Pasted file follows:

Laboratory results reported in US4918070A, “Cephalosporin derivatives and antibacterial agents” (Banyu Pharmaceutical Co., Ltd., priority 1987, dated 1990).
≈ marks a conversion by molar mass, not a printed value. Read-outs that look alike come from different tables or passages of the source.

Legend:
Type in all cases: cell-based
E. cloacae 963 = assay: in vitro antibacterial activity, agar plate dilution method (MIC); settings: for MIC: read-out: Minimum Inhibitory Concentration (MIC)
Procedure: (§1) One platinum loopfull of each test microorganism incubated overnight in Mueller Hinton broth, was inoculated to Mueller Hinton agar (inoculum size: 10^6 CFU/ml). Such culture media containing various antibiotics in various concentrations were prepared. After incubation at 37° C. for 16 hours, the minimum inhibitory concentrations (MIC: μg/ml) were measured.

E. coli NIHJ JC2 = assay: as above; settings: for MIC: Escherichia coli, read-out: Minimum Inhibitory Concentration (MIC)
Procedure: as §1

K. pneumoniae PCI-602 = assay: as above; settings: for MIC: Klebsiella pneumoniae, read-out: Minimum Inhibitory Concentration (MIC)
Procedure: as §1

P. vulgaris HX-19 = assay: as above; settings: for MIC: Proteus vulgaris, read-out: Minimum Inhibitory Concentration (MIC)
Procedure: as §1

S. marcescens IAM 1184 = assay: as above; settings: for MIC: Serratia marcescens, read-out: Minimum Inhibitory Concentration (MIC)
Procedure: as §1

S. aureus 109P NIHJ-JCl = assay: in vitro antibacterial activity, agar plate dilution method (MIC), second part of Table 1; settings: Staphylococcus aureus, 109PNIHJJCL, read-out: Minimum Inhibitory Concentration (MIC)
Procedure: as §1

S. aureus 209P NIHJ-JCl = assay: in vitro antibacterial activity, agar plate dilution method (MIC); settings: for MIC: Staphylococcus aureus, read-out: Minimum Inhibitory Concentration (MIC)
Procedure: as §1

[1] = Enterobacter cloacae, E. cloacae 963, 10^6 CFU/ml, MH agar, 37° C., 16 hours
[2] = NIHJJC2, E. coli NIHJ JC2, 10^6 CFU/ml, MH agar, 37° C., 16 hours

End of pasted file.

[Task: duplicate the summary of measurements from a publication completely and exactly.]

Laboratory results reported in US4918070A, “Cephalosporin derivatives and antibacterial agents” (Banyu Pharmaceutical Co., Ltd., priority 1987, dated 1990).
≈ marks a conversion by molar mass, not a printed value. Read-outs that look alike come from different tables or passages of the source.

Legend:
Type in all cases: cell-based
E. cloacae 963 = assay: in vitro antibacterial activity, agar plate dilution method (MIC); settings: for MIC: read-out: Minimum Inhibitory Concentration (MIC)
Procedure: (§1) One platinum loopfull of each test microorganism incubated overnight in Mueller Hinton broth, was inoculated to Mueller Hinton agar (inoculum size: 10^6 CFU/ml). Such culture media containing various antibiotics in various concentrations were prepared. After incubation at 37° C. for 16 hours, the minimum inhibitory concentrations (MIC: μg/ml) were measured.

E. coli NIHJ JC2 = assay: as above; settings: for MIC: Escherichia coli, read-out: Minimum Inhibitory Concentration (MIC)
Procedure: as §1

K. pneumoniae PCI-602 = assay: as above; settings: for MIC: Klebsiella pneumoniae, read-out: Minimum Inhibitory Concentration (MIC)
Procedure: as §1

P. vulgaris HX-19 = assay: as above; settings: for MIC: Proteus vulgaris, read-out: Minimum Inhibitory Concentration (MIC)
Procedure: as §1

S. marcescens IAM 1184 = assay: as above; settings: for MIC: Serratia marcescens, read-out: Minimum Inhibitory Concentration (MIC)
Procedure: as §1

S. aureus 109P NIHJ-JCl = assay: in vitro antibacterial activity, agar plate dilution method (MIC), second part of Table 1; settings: Staphylococcus aureus, 109PNIHJJCL, read-out: Minimum Inhibitory Concentration (MIC)
Procedure: as §1

S. aureus 209P NIHJ-JCl = assay: in vitro antibacterial activity, agar plate dilution method (MIC); settings: for MIC: Staphylococcus aureus, read-out: Minimum Inhibitory Concentration (MIC)
Procedure: as §1

[1] = Enterobacter cloacae, E. cloacae 963, 10^6 CFU/ml, MH agar, 37° C., 16 hours
[2] = NIHJJC2, E. coli NIHJ JC2, 10^6 CFU/ml, MH agar, 37° C., 16 hours